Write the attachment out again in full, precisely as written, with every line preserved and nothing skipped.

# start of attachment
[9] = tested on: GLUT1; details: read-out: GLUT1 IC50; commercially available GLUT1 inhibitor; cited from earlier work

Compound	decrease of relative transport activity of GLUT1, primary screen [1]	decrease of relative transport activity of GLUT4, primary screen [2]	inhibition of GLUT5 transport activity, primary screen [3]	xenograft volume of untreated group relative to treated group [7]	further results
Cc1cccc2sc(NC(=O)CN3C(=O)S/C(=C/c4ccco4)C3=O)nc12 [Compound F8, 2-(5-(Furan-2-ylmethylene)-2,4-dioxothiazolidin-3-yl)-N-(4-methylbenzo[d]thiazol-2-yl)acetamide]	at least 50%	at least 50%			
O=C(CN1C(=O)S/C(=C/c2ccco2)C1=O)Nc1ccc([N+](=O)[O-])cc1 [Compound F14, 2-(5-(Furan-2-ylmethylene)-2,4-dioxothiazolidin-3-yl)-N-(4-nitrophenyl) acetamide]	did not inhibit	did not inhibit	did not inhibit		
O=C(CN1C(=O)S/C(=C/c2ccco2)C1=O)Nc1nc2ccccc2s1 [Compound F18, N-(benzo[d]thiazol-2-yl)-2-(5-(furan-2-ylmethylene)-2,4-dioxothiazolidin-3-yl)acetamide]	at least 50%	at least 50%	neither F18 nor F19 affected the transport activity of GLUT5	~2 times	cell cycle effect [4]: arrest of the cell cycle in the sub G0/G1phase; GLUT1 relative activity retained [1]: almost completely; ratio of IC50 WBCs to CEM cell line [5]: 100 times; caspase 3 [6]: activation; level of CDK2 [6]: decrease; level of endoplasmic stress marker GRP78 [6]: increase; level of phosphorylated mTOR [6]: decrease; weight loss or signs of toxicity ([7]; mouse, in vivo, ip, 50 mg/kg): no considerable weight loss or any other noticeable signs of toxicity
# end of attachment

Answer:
[9] = tested on: GLUT1; details: read-out: GLUT1 IC50; commercially available GLUT1 inhibitor; cited from earlier work

Compound	decrease of relative transport activity of GLUT1, primary screen [1]	decrease of relative transport activity of GLUT4, primary screen [2]	inhibition of GLUT5 transport activity, primary screen [3]	xenograft volume of untreated group relative to treated group [7]	further results
Cc1cccc2sc(NC(=O)CN3C(=O)S/C(=C/c4ccco4)C3=O)nc12 [Compound F8, 2-(5-(Furan-2-ylmethylene)-2,4-dioxothiazolidin-3-yl)-N-(4-methylbenzo[d]thiazol-2-yl)acetamide]	at least 50%	at least 50%			
O=C(CN1C(=O)S/C(=C/c2ccco2)C1=O)Nc1ccc([N+](=O)[O-])cc1 [Compound F14, 2-(5-(Furan-2-ylmethylene)-2,4-dioxothiazolidin-3-yl)-N-(4-nitrophenyl) acetamide]	did not inhibit	did not inhibit	did not inhibit		
O=C(CN1C(=O)S/C(=C/c2ccco2)C1=O)Nc1nc2ccccc2s1 [Compound F18, N-(benzo[d]thiazol-2-yl)-2-(5-(furan-2-ylmethylene)-2,4-dioxothiazolidin-3-yl)acetamide]	at least 50%	at least 50%	neither F18 nor F19 affected the transport activity of GLUT5	~2 times	cell cycle effect [4]: arrest of the cell cycle in the sub G0/G1phase; GLUT1 relative activity retained [1]: almost completely; ratio of IC50 WBCs to CEM cell line [5]: 100 times; caspase 3 [6]: activation; level of CDK2 [6]: decrease; level of endoplasmic stress marker GRP78 [6]: increase; level of phosphorylated mTOR [6]: decrease; weight loss or signs of toxicity ([7]; mouse, in vivo, ip, 50 mg/kg): no considerable weight loss or any other noticeable signs of toxicity